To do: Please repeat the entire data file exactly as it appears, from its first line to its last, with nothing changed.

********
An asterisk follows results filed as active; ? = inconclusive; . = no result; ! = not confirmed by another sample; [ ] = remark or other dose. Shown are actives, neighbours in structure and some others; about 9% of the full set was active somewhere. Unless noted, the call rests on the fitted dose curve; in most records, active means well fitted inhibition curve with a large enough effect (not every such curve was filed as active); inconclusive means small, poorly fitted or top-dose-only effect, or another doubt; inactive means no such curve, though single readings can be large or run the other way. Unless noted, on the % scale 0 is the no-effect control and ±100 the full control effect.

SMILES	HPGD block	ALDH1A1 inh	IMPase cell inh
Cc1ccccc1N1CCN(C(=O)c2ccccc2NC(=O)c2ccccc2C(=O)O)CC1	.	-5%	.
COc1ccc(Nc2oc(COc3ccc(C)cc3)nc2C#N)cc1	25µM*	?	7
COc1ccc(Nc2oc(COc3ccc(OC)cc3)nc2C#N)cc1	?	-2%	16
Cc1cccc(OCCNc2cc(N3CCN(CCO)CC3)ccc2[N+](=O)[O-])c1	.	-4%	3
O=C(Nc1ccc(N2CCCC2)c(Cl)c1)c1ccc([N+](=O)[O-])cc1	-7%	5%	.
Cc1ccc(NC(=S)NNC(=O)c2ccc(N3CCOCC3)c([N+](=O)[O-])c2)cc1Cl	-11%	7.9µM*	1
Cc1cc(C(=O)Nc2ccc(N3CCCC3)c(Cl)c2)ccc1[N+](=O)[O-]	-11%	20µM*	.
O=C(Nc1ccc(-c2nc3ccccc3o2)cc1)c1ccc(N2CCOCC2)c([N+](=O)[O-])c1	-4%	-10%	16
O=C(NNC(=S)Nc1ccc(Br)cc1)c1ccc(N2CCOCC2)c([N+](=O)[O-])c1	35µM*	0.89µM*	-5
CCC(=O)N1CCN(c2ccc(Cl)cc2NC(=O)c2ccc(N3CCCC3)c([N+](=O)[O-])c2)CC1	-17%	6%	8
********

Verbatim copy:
An asterisk follows results filed as active; ? = inconclusive; . = no result; ! = not confirmed by another sample; [ ] = remark or other dose. Shown are actives, neighbours in structure and some others; about 9% of the full set was active somewhere. Unless noted, the call rests on the fitted dose curve; in most records, active means well fitted inhibition curve with a large enough effect (not every such curve was filed as active); inconclusive means small, poorly fitted or top-dose-only effect, or another doubt; inactive means no such curve, though single readings can be large or run the other way. Unless noted, on the % scale 0 is the no-effect control and ±100 the full control effect.

SMILES	HPGD block	ALDH1A1 inh	IMPase cell inh
Cc1ccccc1N1CCN(C(=O)c2ccccc2NC(=O)c2ccccc2C(=O)O)CC1	.	-5%	.
COc1ccc(Nc2oc(COc3ccc(C)cc3)nc2C#N)cc1	25µM*	?	7
COc1ccc(Nc2oc(COc3ccc(OC)cc3)nc2C#N)cc1	?	-2%	16
Cc1cccc(OCCNc2cc(N3CCN(CCO)CC3)ccc2[N+](=O)[O-])c1	.	-4%	3
O=C(Nc1ccc(N2CCCC2)c(Cl)c1)c1ccc([N+](=O)[O-])cc1	-7%	5%	.
Cc1ccc(NC(=S)NNC(=O)c2ccc(N3CCOCC3)c([N+](=O)[O-])c2)cc1Cl	-11%	7.9µM*	1
Cc1cc(C(=O)Nc2ccc(N3CCCC3)c(Cl)c2)ccc1[N+](=O)[O-]	-11%	20µM*	.
O=C(Nc1ccc(-c2nc3ccccc3o2)cc1)c1ccc(N2CCOCC2)c([N+](=O)[O-])c1	-4%	-10%	16
O=C(NNC(=S)Nc1ccc(Br)cc1)c1ccc(N2CCOCC2)c([N+](=O)[O-])c1	35µM*	0.89µM*	-5
CCC(=O)N1CCN(c2ccc(Cl)cc2NC(=O)c2ccc(N3CCCC3)c([N+](=O)[O-])c2)CC1	-17%	6%	8